Contact Us for a Free Consultation 504-581-9065


6th SEACOR crewmember found dead as search of capsized boat continues; 7 still missing

Posted by Dennis Danos | Apr 21, 2021 | 0 Comments

The capsized lift boat Seacor Power is seen seven miles off the coast of Louisiana in the Gulf of Mexico Sunday, April 18, 2021. The vessel capsized during a storm on Tuesday. (AP Photo/Gerald Herbert)

Author: Chris McCrory (WWL)
Published: 6:53 AM CDT April 21, 2021
Updated: 8:01 AM CDT April 21, 2021


PORT FOURCHON, La. — A sixth body has been recovered from the wreckage of the SEACOR Power in the Gulf of Mexico as divers continue to search for the dwindling number of missing crewmembers who were on the liftboat when it capsized last week. 

The Lafourche Parish coroner told our partners at the Times-Picayune | New Orleans Advocate Tuesday that 31-year-old Quinon Pitre of Franklin was identified after his body was pulled from the capsized vessel. His cause of death wasn't immediately available.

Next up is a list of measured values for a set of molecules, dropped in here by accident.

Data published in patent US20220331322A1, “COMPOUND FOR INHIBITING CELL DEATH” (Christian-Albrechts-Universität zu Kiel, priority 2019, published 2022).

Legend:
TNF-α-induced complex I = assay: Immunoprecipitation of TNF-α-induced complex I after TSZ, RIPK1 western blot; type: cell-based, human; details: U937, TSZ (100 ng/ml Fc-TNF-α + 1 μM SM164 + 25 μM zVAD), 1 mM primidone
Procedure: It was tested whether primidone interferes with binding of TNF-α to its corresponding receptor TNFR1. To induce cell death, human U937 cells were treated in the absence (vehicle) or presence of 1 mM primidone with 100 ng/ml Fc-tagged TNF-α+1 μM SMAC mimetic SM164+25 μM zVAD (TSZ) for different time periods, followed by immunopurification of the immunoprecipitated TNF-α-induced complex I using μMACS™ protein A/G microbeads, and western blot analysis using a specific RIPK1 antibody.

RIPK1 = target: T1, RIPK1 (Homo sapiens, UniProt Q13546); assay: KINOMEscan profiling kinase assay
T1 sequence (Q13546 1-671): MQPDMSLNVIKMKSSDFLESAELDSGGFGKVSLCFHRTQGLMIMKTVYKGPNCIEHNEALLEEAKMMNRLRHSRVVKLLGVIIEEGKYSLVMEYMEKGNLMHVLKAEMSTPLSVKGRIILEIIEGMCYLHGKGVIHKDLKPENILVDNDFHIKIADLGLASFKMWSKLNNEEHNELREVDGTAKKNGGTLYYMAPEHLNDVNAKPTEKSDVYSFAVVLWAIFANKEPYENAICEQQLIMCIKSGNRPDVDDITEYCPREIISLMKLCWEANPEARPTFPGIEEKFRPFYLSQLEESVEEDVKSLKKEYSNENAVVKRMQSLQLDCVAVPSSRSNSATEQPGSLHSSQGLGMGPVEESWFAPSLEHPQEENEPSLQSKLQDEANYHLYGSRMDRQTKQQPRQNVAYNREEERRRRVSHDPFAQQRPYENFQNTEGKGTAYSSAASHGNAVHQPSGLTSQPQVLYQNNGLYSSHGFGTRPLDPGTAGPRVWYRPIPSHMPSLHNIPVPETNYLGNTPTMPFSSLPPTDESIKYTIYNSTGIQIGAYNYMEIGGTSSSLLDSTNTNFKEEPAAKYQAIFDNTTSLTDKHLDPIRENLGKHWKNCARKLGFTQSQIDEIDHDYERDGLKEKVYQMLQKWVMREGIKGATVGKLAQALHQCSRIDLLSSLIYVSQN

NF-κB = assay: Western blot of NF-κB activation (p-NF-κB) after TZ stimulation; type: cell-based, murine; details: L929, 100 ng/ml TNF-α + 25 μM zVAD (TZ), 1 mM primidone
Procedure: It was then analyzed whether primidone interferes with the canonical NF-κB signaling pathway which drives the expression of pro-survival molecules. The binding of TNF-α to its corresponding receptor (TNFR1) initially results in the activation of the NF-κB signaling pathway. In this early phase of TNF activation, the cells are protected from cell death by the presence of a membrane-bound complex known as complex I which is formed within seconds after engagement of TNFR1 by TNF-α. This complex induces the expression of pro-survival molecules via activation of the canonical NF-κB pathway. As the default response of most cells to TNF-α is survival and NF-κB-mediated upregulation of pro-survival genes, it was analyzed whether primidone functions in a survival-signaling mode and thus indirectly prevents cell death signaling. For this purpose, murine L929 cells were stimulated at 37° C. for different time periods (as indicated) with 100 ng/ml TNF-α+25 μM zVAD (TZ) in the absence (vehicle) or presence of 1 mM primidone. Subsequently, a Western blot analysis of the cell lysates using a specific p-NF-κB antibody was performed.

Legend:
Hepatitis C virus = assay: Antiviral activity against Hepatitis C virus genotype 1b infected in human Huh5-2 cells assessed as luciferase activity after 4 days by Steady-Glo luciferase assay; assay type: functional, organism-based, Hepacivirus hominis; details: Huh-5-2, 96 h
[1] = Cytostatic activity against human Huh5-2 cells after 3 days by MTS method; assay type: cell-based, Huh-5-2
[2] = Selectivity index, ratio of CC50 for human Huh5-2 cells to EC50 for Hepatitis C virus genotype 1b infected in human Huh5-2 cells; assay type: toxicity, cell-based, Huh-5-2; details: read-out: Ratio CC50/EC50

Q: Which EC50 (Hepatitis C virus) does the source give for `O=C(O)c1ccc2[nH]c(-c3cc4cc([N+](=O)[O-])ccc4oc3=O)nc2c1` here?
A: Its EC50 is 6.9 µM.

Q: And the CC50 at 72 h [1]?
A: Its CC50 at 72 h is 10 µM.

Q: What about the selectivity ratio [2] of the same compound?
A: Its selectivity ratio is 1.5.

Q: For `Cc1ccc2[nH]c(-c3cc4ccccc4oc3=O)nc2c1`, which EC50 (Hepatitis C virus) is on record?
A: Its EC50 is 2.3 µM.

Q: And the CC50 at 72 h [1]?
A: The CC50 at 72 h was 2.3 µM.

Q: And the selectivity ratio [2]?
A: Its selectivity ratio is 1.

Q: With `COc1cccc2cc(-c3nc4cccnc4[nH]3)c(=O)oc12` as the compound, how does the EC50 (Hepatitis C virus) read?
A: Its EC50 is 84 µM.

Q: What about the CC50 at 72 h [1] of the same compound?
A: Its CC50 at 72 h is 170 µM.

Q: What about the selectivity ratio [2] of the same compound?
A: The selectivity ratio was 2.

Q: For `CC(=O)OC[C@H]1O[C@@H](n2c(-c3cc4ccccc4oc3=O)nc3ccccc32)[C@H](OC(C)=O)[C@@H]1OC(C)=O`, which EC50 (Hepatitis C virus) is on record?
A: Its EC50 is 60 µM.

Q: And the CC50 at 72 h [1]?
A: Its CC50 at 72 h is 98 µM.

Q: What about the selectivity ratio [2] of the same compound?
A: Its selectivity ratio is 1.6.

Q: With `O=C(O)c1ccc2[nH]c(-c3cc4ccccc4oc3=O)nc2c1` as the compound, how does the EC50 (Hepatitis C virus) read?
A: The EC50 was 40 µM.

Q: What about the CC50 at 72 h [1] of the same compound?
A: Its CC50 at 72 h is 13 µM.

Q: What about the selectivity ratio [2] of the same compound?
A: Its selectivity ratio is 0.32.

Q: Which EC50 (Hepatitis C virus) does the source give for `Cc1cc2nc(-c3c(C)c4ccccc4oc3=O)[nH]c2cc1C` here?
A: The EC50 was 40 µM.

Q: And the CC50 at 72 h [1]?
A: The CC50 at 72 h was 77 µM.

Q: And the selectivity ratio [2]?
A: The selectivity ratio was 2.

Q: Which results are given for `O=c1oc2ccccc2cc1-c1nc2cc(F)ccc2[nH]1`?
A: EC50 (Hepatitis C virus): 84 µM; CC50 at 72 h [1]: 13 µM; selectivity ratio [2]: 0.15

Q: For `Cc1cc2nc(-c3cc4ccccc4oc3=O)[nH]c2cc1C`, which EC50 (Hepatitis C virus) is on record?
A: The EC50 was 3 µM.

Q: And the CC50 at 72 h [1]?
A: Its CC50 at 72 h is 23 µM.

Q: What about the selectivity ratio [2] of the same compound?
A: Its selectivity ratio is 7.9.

He is the sixth confirmed fatality from the maritime accident. Six crewmen were found alive in the initial hours after the fatal sinking on April 13, but families of the other 13 who were on the boat had been hoping for a miracle, that their loved ones had made it into an air pocket under the water. 

Seven remain missing. The rest have been recovered unresponsive and pronounced dead once pulled from the water.

While rare, some people have been known to survive in air pockets inside shipwrecks for up to two weeks. But as the search nears its eighth day, and more bodies are found, that is becoming a slimmer possibility for those on the Power. 

The Coast Guard stopped its search and rescue operations Monday, with only private divers contracted by the Power's parent company still searching. Those 17 divers plan to be in the water until the entire ship is searched, despite treacherous conditions under the water that have complicated and at times stalled diving operations completely over the past week. 

The focus now turns to the National Transportation Safety Board, which will investigate why the Power went down amid an unexpectedly harsh storm that swept through the northern Gulf. That investigation is expected to take anywhere from 12 to 24 months to complete.

About the Author


There are no comments for this post. Be the first and Add your Comment below.

Leave a Comment

Contact Us Today

Martzell, Bickford & Centola is committed to answering your questions about law issues.

We'll gladly discuss your case with you at your convenience. Contact us today to schedule an appointment.